New publication in Social Policy & Administration
How do social scientists explain 'what works'? For best results, do science with a more diverse group of people beyond academia. This is the core of the argument presented in a new journal article from by Jam & Justice co-investigators Liz Richardson (Manchester), Catherine Durose (Birmingham) and Beth Perry (Sheffield). The argument is illustrated with the example of citizen participation in policy-making, a central aspect of Jam & Justice's action research.
The paper discusses a clash between two different ways of understanding ‘what works’. Identifying effective ways to generate participation is crucial. But getting solid answers to this question is hard. What works in one place might not be easily transferable to another place. How can we know?
One solution has been to identify patterns across different examples, and draw general conclusions about what caused their success or failure. These lessons could then be used in other places – e.g. if you have these factors in place, you are more likely to get a good outcome. This might sound sensible, but it runs up into problems.
A key problem is that no two places are exactly the same. It could be that success in Barcelona is a result of a unique history and culture there, that is not transferable to Birmingham, for example, and vice versa. There may not be a ‘magic bullet’ package for participation. Lots of different combinations might produce similarly good outcomes. The same set of factors that worked in one place might not work in another. An implication of this is to look at each example (case) in detail. But, the problem here is, how can we learn what works if we only ever see special or isolated examples? One size does not fit all, but what might be some possible sizes people can try? The paper argues for a mix of both of these approaches.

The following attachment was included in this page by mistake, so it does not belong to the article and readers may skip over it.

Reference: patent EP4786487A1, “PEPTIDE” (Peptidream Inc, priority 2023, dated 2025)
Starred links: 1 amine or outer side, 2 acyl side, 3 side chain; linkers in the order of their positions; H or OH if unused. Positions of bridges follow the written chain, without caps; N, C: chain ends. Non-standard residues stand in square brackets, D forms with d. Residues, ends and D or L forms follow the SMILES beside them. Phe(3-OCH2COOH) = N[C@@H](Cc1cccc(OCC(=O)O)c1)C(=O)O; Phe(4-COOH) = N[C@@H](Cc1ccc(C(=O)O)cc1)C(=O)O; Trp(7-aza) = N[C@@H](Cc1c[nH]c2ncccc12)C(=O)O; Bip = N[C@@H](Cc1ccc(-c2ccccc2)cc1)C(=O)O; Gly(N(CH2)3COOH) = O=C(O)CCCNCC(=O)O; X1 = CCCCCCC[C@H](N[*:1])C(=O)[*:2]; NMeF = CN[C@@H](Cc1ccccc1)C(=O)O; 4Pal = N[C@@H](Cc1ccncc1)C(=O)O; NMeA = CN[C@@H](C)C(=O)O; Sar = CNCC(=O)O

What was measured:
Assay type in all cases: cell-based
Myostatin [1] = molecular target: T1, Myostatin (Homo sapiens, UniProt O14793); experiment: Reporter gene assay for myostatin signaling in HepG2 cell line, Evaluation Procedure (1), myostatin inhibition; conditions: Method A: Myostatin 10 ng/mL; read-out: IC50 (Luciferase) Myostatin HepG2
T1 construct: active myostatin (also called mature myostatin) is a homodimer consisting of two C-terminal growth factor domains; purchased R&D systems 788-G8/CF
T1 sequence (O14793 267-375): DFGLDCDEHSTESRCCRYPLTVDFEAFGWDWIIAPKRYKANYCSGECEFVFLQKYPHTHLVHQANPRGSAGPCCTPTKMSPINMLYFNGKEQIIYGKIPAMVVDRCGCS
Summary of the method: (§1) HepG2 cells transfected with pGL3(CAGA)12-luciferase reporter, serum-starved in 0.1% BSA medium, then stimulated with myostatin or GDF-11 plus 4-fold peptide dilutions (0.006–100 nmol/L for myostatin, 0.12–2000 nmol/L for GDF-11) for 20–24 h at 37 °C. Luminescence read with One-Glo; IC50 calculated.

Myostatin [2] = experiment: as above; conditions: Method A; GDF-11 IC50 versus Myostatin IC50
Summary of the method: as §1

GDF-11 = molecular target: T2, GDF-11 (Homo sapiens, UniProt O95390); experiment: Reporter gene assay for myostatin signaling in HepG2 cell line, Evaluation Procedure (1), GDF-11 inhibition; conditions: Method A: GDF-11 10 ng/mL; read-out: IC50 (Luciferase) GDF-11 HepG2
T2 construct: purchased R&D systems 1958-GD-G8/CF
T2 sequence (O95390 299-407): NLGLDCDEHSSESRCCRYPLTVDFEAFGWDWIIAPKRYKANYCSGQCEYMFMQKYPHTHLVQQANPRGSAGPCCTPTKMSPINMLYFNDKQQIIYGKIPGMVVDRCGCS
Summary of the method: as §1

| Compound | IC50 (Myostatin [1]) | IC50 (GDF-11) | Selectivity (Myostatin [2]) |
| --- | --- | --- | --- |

The paper discusses these problems and some of the ‘big theory’ behind them. It is not as easy read by any means! But it does have some practical conclusions, the most important of which is to do more research with a wider group of people, alongside the academics.
We have tried to do this in Jam and Justice. It means there are more people to ask questions, and bring challenging perspectives on both sides of the debate. Research in collaboration with an extended peer community could involve practitioners, policy‐advisers and policy‐makers, exert citizens, members of the lay public, and other technical experts.
We have also argued the same thing in a piece for Nature. We argue that there should be ways to quantify and value getting non-academics involved in academic work.
The article, "Moving towards hybridity in causal explanation: the example of citizen participation", is available to read online. It is also due to be printed soon as part of a special issue of the journal Social Policy & Administration.